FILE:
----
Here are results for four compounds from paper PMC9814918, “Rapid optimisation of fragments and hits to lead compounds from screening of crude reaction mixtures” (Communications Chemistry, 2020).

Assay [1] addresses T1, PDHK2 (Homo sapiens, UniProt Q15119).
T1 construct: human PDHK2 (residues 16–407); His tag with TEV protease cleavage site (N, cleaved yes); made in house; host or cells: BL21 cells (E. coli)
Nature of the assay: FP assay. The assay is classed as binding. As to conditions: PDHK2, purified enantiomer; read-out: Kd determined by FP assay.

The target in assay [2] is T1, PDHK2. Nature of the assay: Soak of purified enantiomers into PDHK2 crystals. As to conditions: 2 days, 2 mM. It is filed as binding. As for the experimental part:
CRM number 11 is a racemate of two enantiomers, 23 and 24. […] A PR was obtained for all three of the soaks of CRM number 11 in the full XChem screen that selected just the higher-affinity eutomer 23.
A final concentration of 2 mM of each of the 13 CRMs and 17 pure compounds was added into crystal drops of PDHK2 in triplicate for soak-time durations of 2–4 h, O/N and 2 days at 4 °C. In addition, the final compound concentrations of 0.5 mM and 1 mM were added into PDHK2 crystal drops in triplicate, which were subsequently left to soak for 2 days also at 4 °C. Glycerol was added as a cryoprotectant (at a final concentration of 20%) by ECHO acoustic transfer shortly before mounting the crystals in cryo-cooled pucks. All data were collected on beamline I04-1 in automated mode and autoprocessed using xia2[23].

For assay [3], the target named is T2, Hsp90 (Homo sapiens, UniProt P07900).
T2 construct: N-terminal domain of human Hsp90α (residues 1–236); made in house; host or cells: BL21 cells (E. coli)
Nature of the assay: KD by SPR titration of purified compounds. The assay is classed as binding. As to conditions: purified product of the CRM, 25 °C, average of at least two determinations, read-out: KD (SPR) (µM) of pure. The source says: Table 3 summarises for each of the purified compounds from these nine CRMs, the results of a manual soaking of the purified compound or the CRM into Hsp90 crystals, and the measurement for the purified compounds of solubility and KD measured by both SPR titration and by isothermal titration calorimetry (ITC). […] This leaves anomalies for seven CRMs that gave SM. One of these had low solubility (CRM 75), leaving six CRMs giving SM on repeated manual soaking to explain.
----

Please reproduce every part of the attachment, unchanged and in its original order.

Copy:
Here are results for four compounds from paper PMC9814918, “Rapid optimisation of fragments and hits to lead compounds from screening of crude reaction mixtures” (Communications Chemistry, 2020).

Assay [1] addresses T1, PDHK2 (Homo sapiens, UniProt Q15119).
T1 construct: human PDHK2 (residues 16–407); His tag with TEV protease cleavage site (N, cleaved yes); made in house; host or cells: BL21 cells (E. coli)
Nature of the assay: FP assay. The assay is classed as binding. As to conditions: PDHK2, purified enantiomer; read-out: Kd determined by FP assay.

The target in assay [2] is T1, PDHK2. Nature of the assay: Soak of purified enantiomers into PDHK2 crystals. As to conditions: 2 days, 2 mM. It is filed as binding. As for the experimental part:
CRM number 11 is a racemate of two enantiomers, 23 and 24. […] A PR was obtained for all three of the soaks of CRM number 11 in the full XChem screen that selected just the higher-affinity eutomer 23.
A final concentration of 2 mM of each of the 13 CRMs and 17 pure compounds was added into crystal drops of PDHK2 in triplicate for soak-time durations of 2–4 h, O/N and 2 days at 4 °C. In addition, the final compound concentrations of 0.5 mM and 1 mM were added into PDHK2 crystal drops in triplicate, which were subsequently left to soak for 2 days also at 4 °C. Glycerol was added as a cryoprotectant (at a final concentration of 20%) by ECHO acoustic transfer shortly before mounting the crystals in cryo-cooled pucks. All data were collected on beamline I04-1 in automated mode and autoprocessed using xia2[23].

For assay [3], the target named is T2, Hsp90 (Homo sapiens, UniProt P07900).
T2 construct: N-terminal domain of human Hsp90α (residues 1–236); made in house; host or cells: BL21 cells (E. coli)
Nature of the assay: KD by SPR titration of purified compounds. The assay is classed as binding. As to conditions: purified product of the CRM, 25 °C, average of at least two determinations, read-out: KD (SPR) (µM) of pure. The source says: Table 3 summarises for each of the purified compounds from these nine CRMs, the results of a manual soaking of the purified compound or the CRM into Hsp90 crystals, and the measurement for the purified compounds of solubility and KD measured by both SPR titration and by isothermal titration calorimetry (ITC). […] This leaves anomalies for seven CRMs that gave SM. One of these had low solubility (CRM 75), leaving six CRMs giving SM on repeated manual soaking to explain.